OOP required for college-level social networking site?
Hello everyone. This is my first post in this forum.
I am developing a social-cum-professional-cum-academic networking site for my college. I will be using PHP for the scripting part. I shall be getting a shared hosting package (cannot afford VPS/ dedicated hosting at the moment). There are around 2500 students in my college. I'm expecting around 1200 active members.
The professional and academic parts will be fairly simple. The main resource hog will be the social section. It will have the following features - posting, uploading photos, updating profiles, search mechanism, buddy system, personal messaging and a leaderboard with points system. No chat option.
Now I am fairly comfortable with procedural programming in PHP, but I don't have any experience with object oriented programming. In fact, I have just started learning Java. My question is - do I need to implement OOP for my kind of site?
If yes, why and how?
A couple of years ago, I had developed a rudimentary social network and tested it with a couple of friends of mine. It was just a personal project, with only a subset of the features mentioned above. At that time, I had used only procedural programming. This time the user base is going to be much larger (hopefully), as mentioned above.
Looking forward to your response.
I'm just getting the grasp of OOP myself and my answer is if you are comfortable writing PHP the procedure style then start slow with OOP. Don't try to do everything at once with OOP, take it in sections. By that I mean what can OOP do to cut the repetition of my code down or how can the code make it cleaner and modular for other programmers who might be working on the same project . I think the big break for me came when I started understanding objects and arrays, plus the relationship the have with each other. I also found myself doing little test scripts on constructors, methods, classes, etc.. and visiting php.net manual a lot reading about them and seeing examples of what other people have done in the past.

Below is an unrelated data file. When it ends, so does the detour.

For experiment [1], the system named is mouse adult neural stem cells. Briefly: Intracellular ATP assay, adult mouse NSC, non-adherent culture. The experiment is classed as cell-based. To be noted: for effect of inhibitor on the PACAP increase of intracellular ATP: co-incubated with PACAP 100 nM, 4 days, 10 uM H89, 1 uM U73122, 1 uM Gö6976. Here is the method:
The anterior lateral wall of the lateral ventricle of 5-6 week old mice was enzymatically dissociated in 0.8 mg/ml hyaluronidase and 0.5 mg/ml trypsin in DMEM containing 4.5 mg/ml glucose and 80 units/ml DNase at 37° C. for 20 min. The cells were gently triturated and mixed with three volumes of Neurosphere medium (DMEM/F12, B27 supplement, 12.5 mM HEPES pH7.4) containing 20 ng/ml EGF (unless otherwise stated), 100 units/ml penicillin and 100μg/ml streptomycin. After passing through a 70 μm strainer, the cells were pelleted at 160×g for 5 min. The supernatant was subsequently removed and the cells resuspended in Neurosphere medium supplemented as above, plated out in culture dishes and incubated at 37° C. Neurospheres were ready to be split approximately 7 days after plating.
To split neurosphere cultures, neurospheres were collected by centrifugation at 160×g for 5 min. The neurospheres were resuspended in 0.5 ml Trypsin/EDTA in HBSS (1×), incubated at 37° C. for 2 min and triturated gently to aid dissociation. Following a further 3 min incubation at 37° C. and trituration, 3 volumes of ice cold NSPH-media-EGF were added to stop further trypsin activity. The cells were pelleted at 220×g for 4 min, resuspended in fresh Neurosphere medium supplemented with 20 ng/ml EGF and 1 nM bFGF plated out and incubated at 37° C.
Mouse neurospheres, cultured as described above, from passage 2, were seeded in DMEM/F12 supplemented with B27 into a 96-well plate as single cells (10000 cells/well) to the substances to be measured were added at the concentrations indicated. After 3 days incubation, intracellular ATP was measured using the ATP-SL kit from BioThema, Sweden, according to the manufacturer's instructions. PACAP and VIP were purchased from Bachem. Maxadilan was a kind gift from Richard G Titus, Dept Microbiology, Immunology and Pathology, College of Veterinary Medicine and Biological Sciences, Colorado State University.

There's nothing wrong in doing the procedural way (specially if you're comfortable with it) and slowly bring OOP into the mix. You might also want to consider using some kind of framework, if it's getting close to crunch time. Just my .02 cents.
I seen a lot of posts lately with people (I include myself when I first started OOP) trying to do everything at once with OOP. Once I was straighten out by others, I learn OOP is just another tool in your tool belt to make it easier coding. Just doing OOP to do OOP is just a waste of time, if it's a small project then maybe doing it the procedural way might be the best way. It's something every programmer has to decided what is best.
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